June 15 could mark the date on which China “lost India” strategically.
Ramesh Thakur is Professor in the Crawford School of Public Policy, Australian National University; adjunct professor, Institute for Ethics, Governance and Law, Griffith University, and editor-in-chief of Global Governance from Jan. 1, 2013. He began writing for The Japan Times in 1998 as Vice Rector of the United Nations University.
For Ramesh Thakur's latest contributions to The Japan Times, see below:
The lockdowns across the world will likely kill more people than they saved.
Now is not the time to demonize and defund the WHO.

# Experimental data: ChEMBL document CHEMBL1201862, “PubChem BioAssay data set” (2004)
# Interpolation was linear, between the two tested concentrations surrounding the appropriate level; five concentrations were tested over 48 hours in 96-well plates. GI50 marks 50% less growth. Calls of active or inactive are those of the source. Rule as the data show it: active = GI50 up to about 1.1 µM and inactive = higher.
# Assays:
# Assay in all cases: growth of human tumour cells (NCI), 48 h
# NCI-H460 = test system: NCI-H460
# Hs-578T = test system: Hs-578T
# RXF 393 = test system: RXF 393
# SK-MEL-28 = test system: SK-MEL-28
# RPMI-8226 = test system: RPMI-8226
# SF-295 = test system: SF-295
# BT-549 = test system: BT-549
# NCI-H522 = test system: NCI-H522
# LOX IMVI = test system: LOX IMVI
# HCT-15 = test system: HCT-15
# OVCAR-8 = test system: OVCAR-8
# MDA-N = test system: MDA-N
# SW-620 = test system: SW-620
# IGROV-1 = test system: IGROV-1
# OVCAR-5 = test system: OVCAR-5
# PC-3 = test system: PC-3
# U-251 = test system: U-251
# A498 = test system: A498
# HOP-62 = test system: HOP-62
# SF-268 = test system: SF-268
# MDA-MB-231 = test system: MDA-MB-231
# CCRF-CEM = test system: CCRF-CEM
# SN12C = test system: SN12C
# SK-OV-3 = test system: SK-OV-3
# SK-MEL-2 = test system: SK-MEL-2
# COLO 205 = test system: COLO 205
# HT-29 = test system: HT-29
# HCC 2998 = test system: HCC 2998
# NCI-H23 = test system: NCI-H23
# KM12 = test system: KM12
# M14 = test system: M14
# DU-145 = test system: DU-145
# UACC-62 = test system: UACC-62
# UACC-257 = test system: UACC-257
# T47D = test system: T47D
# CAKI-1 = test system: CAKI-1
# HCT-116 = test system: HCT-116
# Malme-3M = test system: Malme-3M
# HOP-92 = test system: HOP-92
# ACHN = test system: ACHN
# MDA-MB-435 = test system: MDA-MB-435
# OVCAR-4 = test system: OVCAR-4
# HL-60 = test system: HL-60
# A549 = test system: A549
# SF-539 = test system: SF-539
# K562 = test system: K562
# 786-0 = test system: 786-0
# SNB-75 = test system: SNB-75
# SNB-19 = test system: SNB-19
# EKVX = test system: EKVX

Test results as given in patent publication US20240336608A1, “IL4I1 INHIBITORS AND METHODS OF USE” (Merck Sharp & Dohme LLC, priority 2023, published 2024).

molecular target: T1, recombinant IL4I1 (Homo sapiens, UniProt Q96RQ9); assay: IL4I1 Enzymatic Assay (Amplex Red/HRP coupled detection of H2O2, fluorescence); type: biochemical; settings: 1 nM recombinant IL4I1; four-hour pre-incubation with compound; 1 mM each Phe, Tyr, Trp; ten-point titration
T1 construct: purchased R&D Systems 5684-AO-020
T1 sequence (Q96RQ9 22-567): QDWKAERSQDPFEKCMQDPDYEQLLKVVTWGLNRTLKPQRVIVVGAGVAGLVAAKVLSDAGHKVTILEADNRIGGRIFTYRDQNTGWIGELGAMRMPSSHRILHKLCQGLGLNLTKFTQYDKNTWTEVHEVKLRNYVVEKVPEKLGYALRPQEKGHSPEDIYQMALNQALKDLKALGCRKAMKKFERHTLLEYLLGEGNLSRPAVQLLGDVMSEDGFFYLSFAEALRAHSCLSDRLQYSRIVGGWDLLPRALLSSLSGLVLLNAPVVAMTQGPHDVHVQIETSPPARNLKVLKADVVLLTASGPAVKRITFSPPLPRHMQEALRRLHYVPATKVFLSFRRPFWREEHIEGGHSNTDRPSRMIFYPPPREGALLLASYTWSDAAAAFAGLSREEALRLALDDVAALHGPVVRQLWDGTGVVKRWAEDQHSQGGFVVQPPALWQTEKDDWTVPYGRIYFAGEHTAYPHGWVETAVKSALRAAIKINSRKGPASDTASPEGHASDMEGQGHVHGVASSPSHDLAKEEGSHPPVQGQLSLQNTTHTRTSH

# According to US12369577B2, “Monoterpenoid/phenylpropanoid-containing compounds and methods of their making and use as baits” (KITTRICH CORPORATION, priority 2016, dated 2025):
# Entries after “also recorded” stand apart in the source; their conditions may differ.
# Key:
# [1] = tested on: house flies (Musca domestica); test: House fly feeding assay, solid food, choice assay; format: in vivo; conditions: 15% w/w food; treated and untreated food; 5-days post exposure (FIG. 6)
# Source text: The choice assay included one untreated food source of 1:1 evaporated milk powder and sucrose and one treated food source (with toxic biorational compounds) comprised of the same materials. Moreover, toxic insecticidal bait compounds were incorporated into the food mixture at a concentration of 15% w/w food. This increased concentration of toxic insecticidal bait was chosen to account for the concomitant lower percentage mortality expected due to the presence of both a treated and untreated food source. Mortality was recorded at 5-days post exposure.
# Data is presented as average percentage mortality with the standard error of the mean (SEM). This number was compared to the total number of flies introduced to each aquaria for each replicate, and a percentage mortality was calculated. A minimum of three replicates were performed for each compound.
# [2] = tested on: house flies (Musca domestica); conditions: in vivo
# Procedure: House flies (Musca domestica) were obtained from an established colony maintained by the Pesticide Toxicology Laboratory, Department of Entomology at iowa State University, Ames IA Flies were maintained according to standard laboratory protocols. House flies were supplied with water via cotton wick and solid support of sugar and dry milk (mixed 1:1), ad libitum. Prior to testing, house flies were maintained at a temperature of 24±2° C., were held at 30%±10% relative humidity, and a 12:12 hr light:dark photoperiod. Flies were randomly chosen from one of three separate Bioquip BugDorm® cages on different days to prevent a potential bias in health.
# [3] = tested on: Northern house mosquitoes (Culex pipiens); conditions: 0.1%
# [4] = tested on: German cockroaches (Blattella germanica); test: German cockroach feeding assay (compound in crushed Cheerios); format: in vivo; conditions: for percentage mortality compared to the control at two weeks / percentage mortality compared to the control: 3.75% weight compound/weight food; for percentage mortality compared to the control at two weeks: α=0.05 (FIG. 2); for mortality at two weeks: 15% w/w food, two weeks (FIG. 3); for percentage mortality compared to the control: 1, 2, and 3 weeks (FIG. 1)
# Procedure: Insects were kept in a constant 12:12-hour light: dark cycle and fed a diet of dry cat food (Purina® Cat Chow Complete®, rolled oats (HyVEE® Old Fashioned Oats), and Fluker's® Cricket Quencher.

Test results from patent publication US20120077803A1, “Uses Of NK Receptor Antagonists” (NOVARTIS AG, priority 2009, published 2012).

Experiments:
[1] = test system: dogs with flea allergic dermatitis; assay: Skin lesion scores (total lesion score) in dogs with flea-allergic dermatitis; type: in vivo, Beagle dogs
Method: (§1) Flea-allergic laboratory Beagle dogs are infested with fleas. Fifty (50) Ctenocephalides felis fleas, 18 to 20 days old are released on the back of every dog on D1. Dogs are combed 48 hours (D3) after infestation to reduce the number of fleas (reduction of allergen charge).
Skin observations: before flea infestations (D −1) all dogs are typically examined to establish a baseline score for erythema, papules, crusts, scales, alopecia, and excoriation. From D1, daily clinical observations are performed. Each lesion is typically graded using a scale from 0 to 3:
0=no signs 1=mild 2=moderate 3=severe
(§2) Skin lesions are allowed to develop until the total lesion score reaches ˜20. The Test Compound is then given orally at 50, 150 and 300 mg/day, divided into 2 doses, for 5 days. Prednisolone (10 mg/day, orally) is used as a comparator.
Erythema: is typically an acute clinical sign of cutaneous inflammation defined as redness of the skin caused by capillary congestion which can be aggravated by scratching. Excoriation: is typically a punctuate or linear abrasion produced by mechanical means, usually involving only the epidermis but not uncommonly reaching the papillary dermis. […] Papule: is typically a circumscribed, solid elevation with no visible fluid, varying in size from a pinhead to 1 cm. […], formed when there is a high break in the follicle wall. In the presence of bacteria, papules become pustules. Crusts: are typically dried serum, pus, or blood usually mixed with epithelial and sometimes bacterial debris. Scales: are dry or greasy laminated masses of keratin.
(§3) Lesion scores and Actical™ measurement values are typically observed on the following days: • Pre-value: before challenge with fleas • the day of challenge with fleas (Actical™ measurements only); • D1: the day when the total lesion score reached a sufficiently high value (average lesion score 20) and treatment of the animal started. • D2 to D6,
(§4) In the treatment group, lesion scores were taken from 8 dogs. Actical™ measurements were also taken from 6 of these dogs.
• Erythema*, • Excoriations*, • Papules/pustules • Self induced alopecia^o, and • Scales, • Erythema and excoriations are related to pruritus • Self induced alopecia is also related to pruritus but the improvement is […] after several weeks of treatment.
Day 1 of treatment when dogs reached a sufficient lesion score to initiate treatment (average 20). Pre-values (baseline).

The Group of 20 has the right mix of member states to handle a global crisis like the coronavirus pandemic. The only question is whether it will take up the task.
Japan's strategic environment is shaped by the intersection of three major geopolitical storylines.
The Democrats' impeachment effort has successfully energized Trump's base and fundraising but not their own.
The longer Kim keeps nuclear weapons, the more credible the claim will become that his primary interest is in nuclear deterrence.
While climate volatility certainly poses a threat to Australia, the more immediate cause of this year's massive fires is poor land and forest management.
India represents the most successful example in history of managing the challenge of unity in diversity, but the ruling party's Hindutva agenda threatens this achievement.
To turn optimistic long-term forecasts into reality, Asian states will have to overcome the major challenges of mass poverty, jobless growth, rising inequality and the middle-income trap.